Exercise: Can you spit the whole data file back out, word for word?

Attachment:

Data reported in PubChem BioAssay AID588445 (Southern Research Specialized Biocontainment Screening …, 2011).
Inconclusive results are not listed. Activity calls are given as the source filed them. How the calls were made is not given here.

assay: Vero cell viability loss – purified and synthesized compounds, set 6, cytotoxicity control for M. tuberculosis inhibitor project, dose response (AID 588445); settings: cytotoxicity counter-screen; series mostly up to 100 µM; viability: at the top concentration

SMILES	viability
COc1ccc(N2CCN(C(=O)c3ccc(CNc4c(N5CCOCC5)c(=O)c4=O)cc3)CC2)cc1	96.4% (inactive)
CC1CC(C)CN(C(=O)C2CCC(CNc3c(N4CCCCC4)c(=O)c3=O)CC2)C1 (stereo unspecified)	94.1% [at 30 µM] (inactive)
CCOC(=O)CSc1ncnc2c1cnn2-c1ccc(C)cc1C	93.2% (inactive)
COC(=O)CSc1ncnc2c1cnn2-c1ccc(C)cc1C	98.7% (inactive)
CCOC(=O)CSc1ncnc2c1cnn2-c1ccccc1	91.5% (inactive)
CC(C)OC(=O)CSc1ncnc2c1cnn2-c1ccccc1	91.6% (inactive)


Data reported in PubChem BioAssay AID588445 (Southern Research Specialized Biocontainment Screening …, 2011).
Inconclusive results are not listed. Activity calls are given as the source filed them. How the calls were made is not given here.

assay: Vero cell viability loss – purified and synthesized compounds, set 6, cytotoxicity control for M. tuberculosis inhibitor project, dose response (AID 588445); settings: cytotoxicity counter-screen; series mostly up to 100 µM; viability: at the top concentration

SMILES	viability
COc1ccc(N2CCN(C(=O)c3ccc(CNc4c(N5CCOCC5)c(=O)c4=O)cc3)CC2)cc1	96.4% (inactive)
CC1CC(C)CN(C(=O)C2CCC(CNc3c(N4CCCCC4)c(=O)c3=O)CC2)C1 (stereo unspecified)	94.1% [at 30 µM] (inactive)
CCOC(=O)CSc1ncnc2c1cnn2-c1ccc(C)cc1C	93.2% (inactive)
COC(=O)CSc1ncnc2c1cnn2-c1ccc(C)cc1C	98.7% (inactive)
CCOC(=O)CSc1ncnc2c1cnn2-c1ccccc1	91.5% (inactive)
CC(C)OC(=O)CSc1ncnc2c1cnn2-c1ccccc1	91.6% (inactive)